During the past decade, mounting evidence has well demonstrated that accumulation and nuclear localization is a hallmark of Wnt/β-catenin pathway activation. In addition to controlling cell-cell adhesion through its binding with cadherin at the membrane, β-catenin acts as a transcriptional activator in the nucleus where it interacts with LEF1 and TCF transcription factors and regulates transcription of target genes responsible for cell proliferation and differentiation. Thus, subcellular localization of β-catenin from cell membrane to the nucleus determines its two distinct functions. In agreement with these findings, cytoplasmic and nuclear β-catenin expression has been reported to be associated with a poorer prognosis in patients with cancers of breast, liver, and colon [21–23].
The prognostic roles of β-catenin expression in NSCLC have been extensively studied in the past years [24, 25]. In a very recent study reported by Chiu et al. on 370 cases of NSCLC, β-catenin expression was found to be negative in 28% of tumors and positive in 72% of tumors. The lack of β-catenin expression was significantly associated with poor survival and retained independent prognostic significance . Similar results were also observed in a number of early studies. In the present study, we evaluated the expression of β-catenin in 309 tissue specimens of NSCLC. In order to more precisely analyze IHC results in relation to patient prognosis and survival, we have classified the IHC staining results into three categories according to subcellular localization of β-catenin. We showed that patients with negative expression of membranous β-catenin had a trend of shorter survival (p = 0.067) than those with positive expression. This result is in agreement with the findings reported by others previously.
In addition to the similarity, there are some striking differences between our results and those of earlier studies. We found that increased expression of nuclear β-catenin was strongly associated with poor prognosis of patients with NSCLCs. In addition, multivariate analysis revealed that the expression of nuclear β-catenin was an independent prognosticator for OS. These data are consistent with recent observations that increased Wnt/β-catenin pathway activity is associated with metastasis and relapse in primary lung adenocarcinoma . Importantly, even though we revealed that cytoplasmic β-catenin was a prognosticator, these observations do not exclude the possibility that nuclear β-catenin acts primarily on the prognosis, since a majority of cases over expressing cytoplasmic β-catenin also contain nuclear β-catenin expression. We further demonstrated by immunofluorescent staining and/or western blot analysis that independent to Wnt, nuclear accumulation of β-catenin can be induced by EGFR pathway that is critically involved in tumorigenesis of NSCLC. Our in vitro results provide not only supportive evidence to our IHC finding that nuclear β-catenin is significantly associated with Nanog expression in primary NSCLC specimens, but also an additional mechanism by which β-catenin activation is regulated by growth factor signaling in a Wnt-independent manner in NSCLC.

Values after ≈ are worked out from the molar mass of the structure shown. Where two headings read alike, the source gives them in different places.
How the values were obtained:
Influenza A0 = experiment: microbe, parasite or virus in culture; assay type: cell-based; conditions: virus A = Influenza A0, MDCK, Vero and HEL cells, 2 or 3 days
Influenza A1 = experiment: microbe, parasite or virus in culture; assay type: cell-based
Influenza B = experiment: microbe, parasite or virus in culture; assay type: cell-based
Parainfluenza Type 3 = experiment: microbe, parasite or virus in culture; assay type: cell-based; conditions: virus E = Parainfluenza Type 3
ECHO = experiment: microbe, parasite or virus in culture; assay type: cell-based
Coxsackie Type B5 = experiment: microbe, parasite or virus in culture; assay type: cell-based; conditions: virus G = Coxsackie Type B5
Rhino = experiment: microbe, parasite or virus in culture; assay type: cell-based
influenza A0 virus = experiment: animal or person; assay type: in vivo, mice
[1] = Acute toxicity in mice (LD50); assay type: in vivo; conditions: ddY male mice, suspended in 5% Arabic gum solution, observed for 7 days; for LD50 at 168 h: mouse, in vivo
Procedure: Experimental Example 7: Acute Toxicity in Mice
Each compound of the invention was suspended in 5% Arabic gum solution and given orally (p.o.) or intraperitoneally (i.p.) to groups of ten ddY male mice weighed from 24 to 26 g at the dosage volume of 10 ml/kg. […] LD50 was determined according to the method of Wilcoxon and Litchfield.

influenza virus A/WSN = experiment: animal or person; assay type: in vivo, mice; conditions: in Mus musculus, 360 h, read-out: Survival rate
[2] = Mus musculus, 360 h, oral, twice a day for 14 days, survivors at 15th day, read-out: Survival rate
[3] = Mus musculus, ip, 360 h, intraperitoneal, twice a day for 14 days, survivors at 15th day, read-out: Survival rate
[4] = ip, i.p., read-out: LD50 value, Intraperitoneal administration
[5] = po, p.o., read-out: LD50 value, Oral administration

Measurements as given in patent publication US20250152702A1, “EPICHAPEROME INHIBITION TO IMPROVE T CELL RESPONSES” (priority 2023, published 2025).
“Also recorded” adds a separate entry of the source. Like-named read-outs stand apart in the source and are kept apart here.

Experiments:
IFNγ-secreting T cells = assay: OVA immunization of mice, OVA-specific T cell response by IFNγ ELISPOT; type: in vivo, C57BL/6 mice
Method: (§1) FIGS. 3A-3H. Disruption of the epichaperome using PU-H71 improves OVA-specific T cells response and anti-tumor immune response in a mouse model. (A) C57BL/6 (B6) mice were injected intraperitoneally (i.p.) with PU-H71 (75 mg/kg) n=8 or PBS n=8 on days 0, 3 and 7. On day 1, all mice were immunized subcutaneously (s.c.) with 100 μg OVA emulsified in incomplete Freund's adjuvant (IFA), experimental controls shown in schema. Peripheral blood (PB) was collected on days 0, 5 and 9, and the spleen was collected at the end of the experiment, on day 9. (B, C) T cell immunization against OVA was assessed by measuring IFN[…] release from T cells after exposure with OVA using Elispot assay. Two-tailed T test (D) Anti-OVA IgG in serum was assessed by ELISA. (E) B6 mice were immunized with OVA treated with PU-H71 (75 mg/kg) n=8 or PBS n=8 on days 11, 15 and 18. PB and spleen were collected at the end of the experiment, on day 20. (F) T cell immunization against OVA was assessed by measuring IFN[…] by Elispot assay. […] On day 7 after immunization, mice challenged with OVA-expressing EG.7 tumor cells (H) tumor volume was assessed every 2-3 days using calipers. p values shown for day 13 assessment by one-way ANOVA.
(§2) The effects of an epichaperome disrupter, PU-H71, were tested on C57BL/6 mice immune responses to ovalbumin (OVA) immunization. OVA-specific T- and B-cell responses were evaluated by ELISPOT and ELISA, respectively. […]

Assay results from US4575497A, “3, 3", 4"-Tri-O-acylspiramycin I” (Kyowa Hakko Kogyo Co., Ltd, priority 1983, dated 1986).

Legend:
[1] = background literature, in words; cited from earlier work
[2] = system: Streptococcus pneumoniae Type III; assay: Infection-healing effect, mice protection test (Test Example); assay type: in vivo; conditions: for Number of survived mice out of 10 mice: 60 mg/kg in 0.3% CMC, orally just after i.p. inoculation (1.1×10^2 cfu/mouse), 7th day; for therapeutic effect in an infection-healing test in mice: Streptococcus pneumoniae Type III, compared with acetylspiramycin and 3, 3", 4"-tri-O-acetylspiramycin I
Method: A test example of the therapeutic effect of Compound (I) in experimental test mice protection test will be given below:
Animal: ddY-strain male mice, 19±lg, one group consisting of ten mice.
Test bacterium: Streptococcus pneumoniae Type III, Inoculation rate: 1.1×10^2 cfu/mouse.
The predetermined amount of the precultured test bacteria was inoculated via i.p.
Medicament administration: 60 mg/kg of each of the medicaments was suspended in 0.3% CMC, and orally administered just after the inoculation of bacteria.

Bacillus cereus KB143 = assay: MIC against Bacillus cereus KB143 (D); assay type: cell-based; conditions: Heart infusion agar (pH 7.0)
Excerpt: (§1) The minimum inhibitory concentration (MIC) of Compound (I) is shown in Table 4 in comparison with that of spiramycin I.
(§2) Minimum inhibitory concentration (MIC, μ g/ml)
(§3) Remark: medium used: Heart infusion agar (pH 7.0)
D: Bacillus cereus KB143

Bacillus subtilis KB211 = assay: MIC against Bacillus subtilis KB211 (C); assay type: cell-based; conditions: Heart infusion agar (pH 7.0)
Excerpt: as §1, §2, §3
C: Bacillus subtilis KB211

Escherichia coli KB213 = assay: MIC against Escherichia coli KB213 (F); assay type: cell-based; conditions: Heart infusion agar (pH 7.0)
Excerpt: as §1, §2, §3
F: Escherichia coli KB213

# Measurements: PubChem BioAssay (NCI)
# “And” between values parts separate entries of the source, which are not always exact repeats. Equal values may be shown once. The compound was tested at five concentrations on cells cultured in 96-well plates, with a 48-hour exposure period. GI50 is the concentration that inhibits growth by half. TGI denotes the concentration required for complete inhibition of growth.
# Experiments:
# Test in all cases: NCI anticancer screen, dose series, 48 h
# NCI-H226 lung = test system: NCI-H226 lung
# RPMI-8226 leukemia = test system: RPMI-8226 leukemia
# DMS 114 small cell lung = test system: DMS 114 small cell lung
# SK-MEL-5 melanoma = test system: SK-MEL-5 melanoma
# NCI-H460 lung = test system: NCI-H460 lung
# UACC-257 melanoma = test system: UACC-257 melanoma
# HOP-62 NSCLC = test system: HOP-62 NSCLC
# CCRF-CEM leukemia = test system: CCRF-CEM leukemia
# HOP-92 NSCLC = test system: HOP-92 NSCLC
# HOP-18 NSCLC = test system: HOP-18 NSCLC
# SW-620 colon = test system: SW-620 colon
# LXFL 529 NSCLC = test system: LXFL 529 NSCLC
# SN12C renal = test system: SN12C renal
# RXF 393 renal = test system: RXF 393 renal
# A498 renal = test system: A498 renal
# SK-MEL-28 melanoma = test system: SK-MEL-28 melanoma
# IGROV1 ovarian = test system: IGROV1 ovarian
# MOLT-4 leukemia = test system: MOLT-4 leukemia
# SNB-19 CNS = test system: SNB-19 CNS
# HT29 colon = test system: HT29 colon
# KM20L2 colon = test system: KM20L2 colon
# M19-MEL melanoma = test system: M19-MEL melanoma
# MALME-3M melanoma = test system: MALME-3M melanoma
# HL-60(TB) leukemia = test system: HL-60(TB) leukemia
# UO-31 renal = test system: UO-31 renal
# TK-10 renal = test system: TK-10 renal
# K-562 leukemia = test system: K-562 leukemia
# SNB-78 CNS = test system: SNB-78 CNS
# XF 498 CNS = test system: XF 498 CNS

In contrast to our investigation, some earlier studies evaluated only the overall intensity of IHC staining of β-catenin in tumor cells without stratification of the data based on subcellular localization of the protein. Thus the distinct impact of β-catenin at different cellular compartments on patient prognosis and survival was ignored. Some of the studies [28, 29] evaluated cytoplasmic or nuclear β-catenin specifically, but found no correlation between cytoplasmic or nuclear staining and clinicopathological parameters or survival rates, probably due to low numbers of the positive cases identified in those studies. One of the early study  showed that increased expression of cytoplasmic and nuclear β-catenin can predict favorable prognosis of NSCLCs patients. However, β-catenin immunoactivity was found to be associated with increased proliferation as suggested by high Ki-67 expression in the same set of specimens.
Nanog protein is elevated in many human tumors including NSCLC and might positively regulate tumor metastasis through enhancing EMT in lung adenocarcinoma . We found that Nanog is expressed in significant portion of specimens and Nanog immunoactivity was observed in the nucleus. Expression of Nanog is significantly correlated with nuclear, but not membranous nor cytoplasmic, β-catenin. Furthermore, our IHC staining demonstrated that increased expression of Nanog and nuclear translocation of β-catenin occurred concomitantly in response to EGFR signaling in A549 and H23 lung adenocarcinoma cells. This correlation is in agreement with a previous report demonstrating that β-catenin up-regulates Nanog expression in embryonic stem cells . We proposed that Nanog contributes to tumorigenesis and represents an important prognostic marker of poor prognosis in patients with NSCLC.
Taken together, we showed that negative expression of membranous β-catenin correlated with a shorter survival time than the normal expression level of the protein. However, high expression of nuclear β-catenin was strongly associated with poor prognosis and was an independent prognosticator for OS. We further found that NSCLC cells frequently exhibited nuclear Nanog protein abundance that is significantly correlated with nuclear β-catenin expression and poor prognosis. Furthermore, results from IHC staining with established lung cancer cell lines revealed that increased expression of Nanog and nuclear translocation of β-catenin occurred concomitantly in response to EGFR signaling. In conclusion, we propose that evaluation of subcellular localization of β-catenin and Nanog expression is of clinical significance for patients with NSCLC.